The temple finds its name in mythology as the temple where the five Pandavas worshipped Lord Shiva during their exile. The most remarkable feature of the Gangeshwar Temple are the five shivlings set amidst the rocks. The shivlings get washed by the waves of the sea, exposing only the tip of the lingams during high tides. The cave temple exudes powerful energy and is much revered by devotees of the mighty Lord Shiva from around the world.

Portuguese Fort

The Diu Fort is a majestic sentinel silently overlooking the Arabian Sea. Built in 1535, this Portuguese fort was known to provide a strategic vantage point against enemy attacks. The fort with its double moat, a splendid array of cannons, small chapels, engraved tombstone fragments, and look-out points, presents a perfect getaway for those looking to escape the humdrum of city life.

DIU has a very interesting history which goes like this that Pandavas during their 14 years of exile had passed a few days at a place known as Mani Nagar DIU which was under Yadavas led by Krishna Vasudeva during Mahabharata period. According to mythology, DIU was ruled by the great King Jallandhar who was daitya Demon and was killed by Lord Vishnu with his Sadarshan Chakra. The temple of Jallandhar still exists in DIU. A palm fringed, largely deserted and secluded beach, Nagoa is undoubtedly one of the most beautiful beaches in India. The unique shoe shape of beach makes it all the more beautiful.


The island of DIU, an erstwhile Portuguese colony, is situated off the Saurashtra coast of Gujarat bordering Junagarh district. During the period from 14-16th century Diu was one of the best sea ports and a Naval base. The town and district were historically part of the Saurashtra region of Gujarat and an important port on trade routes of Arabian Sea of Indian Ocean.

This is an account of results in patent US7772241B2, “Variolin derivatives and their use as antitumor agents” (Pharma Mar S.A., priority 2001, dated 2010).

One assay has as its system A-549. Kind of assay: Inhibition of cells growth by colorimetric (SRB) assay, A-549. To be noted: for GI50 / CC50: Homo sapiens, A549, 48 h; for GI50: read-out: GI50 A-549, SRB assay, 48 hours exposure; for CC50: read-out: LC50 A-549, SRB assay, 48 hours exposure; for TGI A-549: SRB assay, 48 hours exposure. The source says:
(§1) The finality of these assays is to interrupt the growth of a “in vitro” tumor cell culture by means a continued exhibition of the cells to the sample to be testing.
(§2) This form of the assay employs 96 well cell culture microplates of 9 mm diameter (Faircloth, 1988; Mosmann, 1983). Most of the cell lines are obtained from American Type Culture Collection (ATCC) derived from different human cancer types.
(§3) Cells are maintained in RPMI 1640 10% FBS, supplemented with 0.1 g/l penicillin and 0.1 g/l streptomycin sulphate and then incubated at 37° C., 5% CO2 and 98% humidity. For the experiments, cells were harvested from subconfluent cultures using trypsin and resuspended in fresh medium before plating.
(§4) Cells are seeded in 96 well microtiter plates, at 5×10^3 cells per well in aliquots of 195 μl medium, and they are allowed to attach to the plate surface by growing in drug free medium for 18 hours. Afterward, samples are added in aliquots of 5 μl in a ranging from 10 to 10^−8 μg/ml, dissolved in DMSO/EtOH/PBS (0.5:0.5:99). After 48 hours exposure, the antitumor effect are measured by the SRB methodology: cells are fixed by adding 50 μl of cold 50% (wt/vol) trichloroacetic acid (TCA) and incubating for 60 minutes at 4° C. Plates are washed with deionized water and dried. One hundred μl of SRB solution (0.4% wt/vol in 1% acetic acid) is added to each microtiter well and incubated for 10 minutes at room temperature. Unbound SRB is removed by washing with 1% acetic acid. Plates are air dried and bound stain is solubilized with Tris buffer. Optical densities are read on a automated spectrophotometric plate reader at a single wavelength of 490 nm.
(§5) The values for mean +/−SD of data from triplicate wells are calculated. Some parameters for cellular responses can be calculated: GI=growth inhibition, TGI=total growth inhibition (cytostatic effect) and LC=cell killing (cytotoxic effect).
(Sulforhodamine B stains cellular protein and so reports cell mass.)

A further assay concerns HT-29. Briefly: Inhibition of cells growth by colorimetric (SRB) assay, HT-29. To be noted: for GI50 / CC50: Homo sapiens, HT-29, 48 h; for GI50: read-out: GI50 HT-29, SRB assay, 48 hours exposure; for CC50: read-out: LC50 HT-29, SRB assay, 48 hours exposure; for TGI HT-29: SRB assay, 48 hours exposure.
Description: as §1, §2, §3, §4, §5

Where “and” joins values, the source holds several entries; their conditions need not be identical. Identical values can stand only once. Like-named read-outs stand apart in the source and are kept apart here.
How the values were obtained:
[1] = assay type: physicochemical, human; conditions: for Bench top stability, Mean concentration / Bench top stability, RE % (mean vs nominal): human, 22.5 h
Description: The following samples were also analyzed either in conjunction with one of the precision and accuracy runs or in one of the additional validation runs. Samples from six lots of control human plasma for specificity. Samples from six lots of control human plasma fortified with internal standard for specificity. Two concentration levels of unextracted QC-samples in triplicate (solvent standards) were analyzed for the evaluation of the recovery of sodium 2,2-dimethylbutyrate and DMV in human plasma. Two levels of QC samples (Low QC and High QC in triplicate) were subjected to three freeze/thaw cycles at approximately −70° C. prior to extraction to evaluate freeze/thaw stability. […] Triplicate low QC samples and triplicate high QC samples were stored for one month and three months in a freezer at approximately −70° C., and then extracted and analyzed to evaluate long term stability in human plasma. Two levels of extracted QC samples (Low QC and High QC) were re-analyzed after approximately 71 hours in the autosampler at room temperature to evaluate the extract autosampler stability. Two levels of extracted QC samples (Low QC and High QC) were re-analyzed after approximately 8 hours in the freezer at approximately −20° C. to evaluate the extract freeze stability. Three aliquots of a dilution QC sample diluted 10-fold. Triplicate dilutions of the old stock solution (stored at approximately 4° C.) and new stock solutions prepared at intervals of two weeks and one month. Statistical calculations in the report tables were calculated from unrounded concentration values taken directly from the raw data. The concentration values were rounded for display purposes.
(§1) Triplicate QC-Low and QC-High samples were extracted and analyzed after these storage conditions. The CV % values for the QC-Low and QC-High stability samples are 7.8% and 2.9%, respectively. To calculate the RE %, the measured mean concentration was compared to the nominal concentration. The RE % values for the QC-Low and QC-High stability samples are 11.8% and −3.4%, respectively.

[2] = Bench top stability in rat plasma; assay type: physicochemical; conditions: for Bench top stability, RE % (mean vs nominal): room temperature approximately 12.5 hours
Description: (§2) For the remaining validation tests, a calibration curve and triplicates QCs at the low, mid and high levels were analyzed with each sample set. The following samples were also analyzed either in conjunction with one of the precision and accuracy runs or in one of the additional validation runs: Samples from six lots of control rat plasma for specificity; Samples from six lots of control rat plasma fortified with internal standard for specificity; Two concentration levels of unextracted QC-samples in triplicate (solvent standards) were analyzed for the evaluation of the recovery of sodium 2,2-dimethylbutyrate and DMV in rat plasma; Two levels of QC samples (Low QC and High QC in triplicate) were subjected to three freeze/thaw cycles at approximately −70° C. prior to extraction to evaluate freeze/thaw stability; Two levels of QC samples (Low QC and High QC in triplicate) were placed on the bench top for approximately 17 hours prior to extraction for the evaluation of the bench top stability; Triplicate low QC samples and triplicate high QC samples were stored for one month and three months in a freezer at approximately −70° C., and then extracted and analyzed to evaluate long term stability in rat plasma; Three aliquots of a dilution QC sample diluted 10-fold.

Diu is located at 20.71°N 70.98°E the Island is at sea level and covers an area of 38.8 km². The climate is extremely warm and humid, with an average annual rainfall of 1500 mm.

With no tall buildings except the fort, Diu has a characteristically low skyline. Old Diu is known for its Portuguese architecture. Local transport is available from Una (Gujarat). Jet Airways services the island from the mainland, landing at Diu Airport. The nearby Nagoa beach and offshore lighthouse are popular tourist destinations, and the coast is a popular recreational area for parasailing, boating, and jet skiing. There are several hotels and resorts and there is a growing hotel and leisure industry. Unlike Gujarat, alcohol is legal in Daman and Diu.

The languages spoken in Diu include Gujarati, Portuguese, English and Hindi.

The nearest railway junction is Veraval, which is 90 km from Diu. Major cities like Mumbai, Ahmedabad, Pune, Jabalpur (Madhya Pradesh), Dwarka and Thiruvananthapuram are directly connected to Veraval Railway Station. Moreover a meter gauge at Delwada is just 8 km from Diu. Daily, two trains connect Junagadh & Veraval to Delwada Railway Station.

Information Courtesy: www. http://visitdiu.in/